Although digital technology is the primary ‘material of play’ for the experience designer, this course is not limited by it. The larger vision is informed by the quest to create opportunities for people to be able to enhance their lived experiences - with and through technologies as the creators, facilitators and mediators of those experiences.
Our curriculum and its experience are guided by core values that fosters the space for the development of an independent, critical and creative practice of shaping experiences, and its discourses thereof. The values are:
Learning opportunities in the specialisation in Design Education course are embedded in the following structures:
- Tutorials: Master classes, workshops, seminars and study units including MOOCs, Think Quests, Webinars etc.
- Studios, Labs and Circles: Immersive spaces and forums that foster making, experimenting, conversations, thinking and a sense of being.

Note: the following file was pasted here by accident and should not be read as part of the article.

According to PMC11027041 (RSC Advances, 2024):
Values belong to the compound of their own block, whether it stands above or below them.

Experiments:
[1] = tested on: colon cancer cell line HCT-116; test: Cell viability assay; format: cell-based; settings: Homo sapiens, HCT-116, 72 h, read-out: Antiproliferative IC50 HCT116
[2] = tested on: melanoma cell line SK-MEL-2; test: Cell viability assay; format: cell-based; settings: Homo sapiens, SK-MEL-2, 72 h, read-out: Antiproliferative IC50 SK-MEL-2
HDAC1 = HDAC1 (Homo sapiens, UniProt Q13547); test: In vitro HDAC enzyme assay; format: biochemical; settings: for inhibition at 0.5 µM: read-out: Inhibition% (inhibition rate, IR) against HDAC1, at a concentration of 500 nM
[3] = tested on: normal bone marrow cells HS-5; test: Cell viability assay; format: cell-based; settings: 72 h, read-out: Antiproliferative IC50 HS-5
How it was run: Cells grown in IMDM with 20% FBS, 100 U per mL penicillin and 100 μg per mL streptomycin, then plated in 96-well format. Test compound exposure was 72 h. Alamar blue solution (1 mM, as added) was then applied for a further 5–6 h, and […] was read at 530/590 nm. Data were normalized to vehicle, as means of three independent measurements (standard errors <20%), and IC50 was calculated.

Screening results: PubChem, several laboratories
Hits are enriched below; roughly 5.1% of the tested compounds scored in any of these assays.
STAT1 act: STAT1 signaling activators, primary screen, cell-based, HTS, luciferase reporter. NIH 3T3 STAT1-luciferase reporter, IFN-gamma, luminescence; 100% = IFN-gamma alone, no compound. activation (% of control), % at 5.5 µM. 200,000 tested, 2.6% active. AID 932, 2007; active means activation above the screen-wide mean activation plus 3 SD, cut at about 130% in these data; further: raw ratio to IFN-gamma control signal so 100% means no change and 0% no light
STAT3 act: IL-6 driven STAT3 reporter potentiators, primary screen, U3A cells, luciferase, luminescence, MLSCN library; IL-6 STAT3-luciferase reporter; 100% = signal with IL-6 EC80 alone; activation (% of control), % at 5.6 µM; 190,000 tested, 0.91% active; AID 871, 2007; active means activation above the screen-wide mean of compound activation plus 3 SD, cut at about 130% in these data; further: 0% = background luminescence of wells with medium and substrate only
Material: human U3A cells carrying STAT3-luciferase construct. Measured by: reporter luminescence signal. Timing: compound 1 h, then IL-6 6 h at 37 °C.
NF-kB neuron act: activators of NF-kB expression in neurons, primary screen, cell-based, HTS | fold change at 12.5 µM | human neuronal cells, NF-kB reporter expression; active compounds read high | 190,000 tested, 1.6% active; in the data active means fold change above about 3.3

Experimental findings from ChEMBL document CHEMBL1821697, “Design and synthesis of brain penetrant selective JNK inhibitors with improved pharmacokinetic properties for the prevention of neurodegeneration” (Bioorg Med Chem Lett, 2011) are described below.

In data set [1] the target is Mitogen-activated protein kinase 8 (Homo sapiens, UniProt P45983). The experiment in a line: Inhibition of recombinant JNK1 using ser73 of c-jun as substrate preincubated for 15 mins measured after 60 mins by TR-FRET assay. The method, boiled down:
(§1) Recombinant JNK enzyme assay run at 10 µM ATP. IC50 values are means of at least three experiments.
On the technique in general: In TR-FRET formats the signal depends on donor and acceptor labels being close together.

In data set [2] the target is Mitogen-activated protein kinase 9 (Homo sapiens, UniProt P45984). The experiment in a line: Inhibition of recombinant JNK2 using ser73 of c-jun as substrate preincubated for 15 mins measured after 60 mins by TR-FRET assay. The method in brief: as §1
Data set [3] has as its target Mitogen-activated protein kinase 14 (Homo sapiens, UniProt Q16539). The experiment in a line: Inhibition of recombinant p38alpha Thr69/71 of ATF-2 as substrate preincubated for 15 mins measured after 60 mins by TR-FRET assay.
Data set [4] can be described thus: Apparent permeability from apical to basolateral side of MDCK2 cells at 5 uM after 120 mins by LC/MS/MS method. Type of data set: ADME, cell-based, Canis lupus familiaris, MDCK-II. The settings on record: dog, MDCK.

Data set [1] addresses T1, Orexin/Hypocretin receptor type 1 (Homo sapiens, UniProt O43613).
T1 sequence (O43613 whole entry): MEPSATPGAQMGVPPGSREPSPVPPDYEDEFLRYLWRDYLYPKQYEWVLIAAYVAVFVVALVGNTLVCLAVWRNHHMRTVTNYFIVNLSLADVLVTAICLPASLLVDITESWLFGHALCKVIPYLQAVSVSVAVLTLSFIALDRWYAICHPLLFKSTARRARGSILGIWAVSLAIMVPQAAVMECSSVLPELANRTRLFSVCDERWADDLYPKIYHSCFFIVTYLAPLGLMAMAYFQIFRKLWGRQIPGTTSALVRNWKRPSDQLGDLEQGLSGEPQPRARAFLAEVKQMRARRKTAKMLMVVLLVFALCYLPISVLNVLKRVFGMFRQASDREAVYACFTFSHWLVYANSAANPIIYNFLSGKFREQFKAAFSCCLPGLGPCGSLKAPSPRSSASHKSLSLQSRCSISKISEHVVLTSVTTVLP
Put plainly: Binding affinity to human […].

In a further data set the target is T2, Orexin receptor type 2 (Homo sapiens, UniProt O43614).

- Peer Circles: Participative opportunities for dialogue and reviews that can be facilitated and independent, face-to-face or via blogs, discussion board conversations, wiki creation.
- Practice: Experiential, embodied, field-based research which could include that in the workplace.
- Electives: Engagement outside the disciplinary framework, that allows for extension and building connections. It can include visits to exhibitions, plays, places, talks, walks, participation in workshops, studios, conferences and residencies.
- Portfolio: Development of a reflective and curated body of work, which represents evidence of growth, development and application of research in professional practice over the duration of the course.
- Practice as Mastery: Practice based research and its documentation; academic exegesis and viva voce.
Debriefing session with Team Yuvva, Team Janastu and Team Srishti while working with indigenous communities of Bidar and co-creating imaginative worlds to sustain their cultural practices using voice technology.
As an inquiry-driven course the aspiring practitioner-enquirer operates with Autonomy, Mastery and Purpose. The lines of inquiry could have either a conceptual, contextual or technological focus, or a combination of these.